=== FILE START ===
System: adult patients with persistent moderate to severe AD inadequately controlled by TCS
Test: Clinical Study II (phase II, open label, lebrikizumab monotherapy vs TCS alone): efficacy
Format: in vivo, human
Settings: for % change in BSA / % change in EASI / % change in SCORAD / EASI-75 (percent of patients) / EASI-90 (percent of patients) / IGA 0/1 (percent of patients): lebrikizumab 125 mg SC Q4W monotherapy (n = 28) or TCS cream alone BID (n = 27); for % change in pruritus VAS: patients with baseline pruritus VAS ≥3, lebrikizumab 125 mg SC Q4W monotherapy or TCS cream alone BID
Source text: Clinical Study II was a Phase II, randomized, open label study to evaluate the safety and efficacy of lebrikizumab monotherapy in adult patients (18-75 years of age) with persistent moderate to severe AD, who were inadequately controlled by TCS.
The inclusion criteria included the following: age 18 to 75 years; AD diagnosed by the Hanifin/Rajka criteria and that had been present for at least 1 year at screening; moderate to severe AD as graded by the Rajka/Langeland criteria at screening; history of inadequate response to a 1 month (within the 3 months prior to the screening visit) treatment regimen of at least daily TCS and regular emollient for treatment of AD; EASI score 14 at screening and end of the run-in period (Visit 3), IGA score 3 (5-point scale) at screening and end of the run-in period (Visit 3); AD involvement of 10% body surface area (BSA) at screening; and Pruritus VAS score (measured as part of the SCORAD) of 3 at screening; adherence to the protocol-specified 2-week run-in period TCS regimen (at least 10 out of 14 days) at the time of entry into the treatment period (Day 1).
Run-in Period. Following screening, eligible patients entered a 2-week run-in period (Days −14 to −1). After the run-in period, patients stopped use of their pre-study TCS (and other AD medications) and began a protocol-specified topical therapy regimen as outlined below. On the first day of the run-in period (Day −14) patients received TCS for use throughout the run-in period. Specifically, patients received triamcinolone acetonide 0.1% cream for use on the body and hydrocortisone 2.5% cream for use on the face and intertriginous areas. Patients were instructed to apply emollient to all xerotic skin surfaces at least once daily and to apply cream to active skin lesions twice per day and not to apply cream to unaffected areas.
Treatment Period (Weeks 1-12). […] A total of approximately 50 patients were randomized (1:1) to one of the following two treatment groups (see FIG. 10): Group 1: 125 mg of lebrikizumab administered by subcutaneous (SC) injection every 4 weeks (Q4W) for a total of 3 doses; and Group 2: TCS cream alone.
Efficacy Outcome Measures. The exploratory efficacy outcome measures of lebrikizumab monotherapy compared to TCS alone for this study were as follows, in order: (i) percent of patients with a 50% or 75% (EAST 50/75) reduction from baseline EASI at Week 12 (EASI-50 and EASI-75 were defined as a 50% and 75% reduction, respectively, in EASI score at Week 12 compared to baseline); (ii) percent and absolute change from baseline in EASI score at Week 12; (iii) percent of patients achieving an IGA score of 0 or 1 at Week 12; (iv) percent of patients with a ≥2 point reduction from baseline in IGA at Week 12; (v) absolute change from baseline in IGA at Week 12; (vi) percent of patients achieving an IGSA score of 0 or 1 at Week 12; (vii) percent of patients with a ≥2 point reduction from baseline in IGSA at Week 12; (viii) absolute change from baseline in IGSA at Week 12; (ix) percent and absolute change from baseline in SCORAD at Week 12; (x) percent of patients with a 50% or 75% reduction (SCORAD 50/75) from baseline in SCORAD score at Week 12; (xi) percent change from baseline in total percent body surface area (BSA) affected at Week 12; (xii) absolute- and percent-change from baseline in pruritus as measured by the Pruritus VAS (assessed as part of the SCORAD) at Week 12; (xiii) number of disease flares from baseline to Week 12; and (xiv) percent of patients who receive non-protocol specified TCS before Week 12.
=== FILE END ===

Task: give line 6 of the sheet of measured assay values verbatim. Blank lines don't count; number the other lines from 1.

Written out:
The inclusion criteria included the following: age 18 to 75 years; AD diagnosed by the Hanifin/Rajka criteria and that had been present for at least 1 year at screening; moderate to severe AD as graded by the Rajka/Langeland criteria at screening; history of inadequate response to a 1 month (within the 3 months prior to the screening visit) treatment regimen of at least daily TCS and regular emollient for treatment of AD; EASI score 14 at screening and end of the run-in period (Visit 3), IGA score 3 (5-point scale) at screening and end of the run-in period (Visit 3); AD involvement of 10% body surface area (BSA) at screening; and Pruritus VAS score (measured as part of the SCORAD) of 3 at screening; adherence to the protocol-specified 2-week run-in period TCS regimen (at least 10 out of 14 days) at the time of entry into the treatment period (Day 1).